The "why" is easy: he made too many people at the Post who were busy writing about how Saddam Hussein had nuclear weapons or how there is more sea ice than there was a generation ago or how "opinions on shape of earth differ" look foolish.
The Washington Post fires its best columnist. Why?: Froomkin was easily one of the most linked-to and cited Post columnists. At a time when newspapers are relying more and more on online traffic, the Post just fired the person who, in 2007, wrote 3 out of the top 10 most-trafficked columns. In publishing that data, Media Bistro used this headline: "The Post's Most Popular Opinions (Read: Froomkin)." Isn't that an odd person to choose to get rid of?....
In a post entitled "The WaPo's Best Blogger Is Fired," Andrew Sullivan writes:
A simply astounding move by the paper - getting rid of the one blogger, Dan Froomkin, who kept it real and kept it interesting. Dan's work on torture may be one reason he is now gone. The way in which the WaPo has been coopted by the neocon right, especially in its editorial pages, is getting more and more disturbing. This purge will prompt a real revolt in the blogosphere. And it should...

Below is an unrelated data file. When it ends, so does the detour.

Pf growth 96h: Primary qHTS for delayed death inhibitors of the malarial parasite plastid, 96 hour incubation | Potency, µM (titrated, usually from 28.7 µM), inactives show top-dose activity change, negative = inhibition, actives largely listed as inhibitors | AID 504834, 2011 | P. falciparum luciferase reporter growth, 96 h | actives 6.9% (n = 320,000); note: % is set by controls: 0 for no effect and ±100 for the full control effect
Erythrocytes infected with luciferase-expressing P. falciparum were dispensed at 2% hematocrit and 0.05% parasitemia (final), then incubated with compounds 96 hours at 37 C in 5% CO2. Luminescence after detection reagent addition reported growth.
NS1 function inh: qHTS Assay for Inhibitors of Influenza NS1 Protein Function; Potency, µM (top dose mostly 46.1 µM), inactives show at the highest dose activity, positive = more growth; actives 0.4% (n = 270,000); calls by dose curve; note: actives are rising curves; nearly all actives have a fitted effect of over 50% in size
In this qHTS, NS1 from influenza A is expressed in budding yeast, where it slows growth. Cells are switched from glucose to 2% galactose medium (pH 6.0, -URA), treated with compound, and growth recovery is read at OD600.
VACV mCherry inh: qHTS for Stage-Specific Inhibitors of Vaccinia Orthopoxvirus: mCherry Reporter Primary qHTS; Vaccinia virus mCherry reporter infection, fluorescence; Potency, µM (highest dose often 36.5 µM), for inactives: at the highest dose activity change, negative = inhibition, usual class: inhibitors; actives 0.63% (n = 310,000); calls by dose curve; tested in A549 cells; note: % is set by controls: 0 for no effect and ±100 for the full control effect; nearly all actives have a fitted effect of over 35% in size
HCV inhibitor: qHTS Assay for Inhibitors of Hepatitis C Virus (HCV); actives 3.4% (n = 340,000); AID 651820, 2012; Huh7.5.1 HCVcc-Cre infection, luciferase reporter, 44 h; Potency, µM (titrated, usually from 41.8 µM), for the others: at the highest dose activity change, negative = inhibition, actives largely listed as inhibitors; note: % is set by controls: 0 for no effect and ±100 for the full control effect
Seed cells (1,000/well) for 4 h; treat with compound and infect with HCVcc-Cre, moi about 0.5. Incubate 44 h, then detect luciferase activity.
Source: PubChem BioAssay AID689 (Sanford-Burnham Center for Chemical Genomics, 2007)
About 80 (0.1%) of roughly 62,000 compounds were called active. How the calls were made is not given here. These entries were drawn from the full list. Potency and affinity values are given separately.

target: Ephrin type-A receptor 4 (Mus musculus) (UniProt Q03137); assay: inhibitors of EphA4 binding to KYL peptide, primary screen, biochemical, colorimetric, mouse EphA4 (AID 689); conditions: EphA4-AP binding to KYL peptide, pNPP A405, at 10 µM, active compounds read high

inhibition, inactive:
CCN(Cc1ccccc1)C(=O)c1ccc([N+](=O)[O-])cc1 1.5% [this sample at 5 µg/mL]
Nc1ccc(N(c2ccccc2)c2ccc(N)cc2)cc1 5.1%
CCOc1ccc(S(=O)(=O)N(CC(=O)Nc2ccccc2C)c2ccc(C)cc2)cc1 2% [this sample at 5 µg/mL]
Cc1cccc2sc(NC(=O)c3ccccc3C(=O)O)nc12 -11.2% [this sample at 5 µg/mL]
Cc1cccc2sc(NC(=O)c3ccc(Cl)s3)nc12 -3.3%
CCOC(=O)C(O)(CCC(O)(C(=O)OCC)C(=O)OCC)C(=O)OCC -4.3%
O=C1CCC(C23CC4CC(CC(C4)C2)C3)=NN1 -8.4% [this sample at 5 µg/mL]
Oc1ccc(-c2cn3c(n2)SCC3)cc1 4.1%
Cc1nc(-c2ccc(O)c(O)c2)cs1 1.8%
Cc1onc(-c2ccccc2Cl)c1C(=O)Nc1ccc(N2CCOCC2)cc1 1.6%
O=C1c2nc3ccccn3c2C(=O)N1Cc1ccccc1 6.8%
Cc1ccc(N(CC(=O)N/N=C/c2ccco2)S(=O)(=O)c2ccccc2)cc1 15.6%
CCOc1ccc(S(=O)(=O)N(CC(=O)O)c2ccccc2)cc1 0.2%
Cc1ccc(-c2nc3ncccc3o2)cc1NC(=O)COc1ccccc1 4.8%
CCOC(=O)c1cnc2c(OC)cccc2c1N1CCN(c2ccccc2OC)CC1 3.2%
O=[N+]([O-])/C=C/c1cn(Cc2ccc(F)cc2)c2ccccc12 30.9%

UPDATE III: Here is Froomkin's statement:
I’m terribly disappointed. I was told that it had been determined that my White House Watch blog wasn’t "working" anymore. But from what I could tell, it was still working very well. I also thought White House Watch was a great fit with The Washington Post brand, and what its readers reasonably expect from the Post online. As I’ve written elsewhere, I think that the future success of our business depends on journalists enthusiastically pursuing accountability and calling it like they see it. That’s what I tried to do every day. Now I guess I'll have to try to do it someplace else.
The Post's inability to articulate a coherent, credible explanation for what it did speaks volumes. Any media outlet is foolish if it doesn't strongly consider taking advantage of the Post's conduct by hiring Froomkin.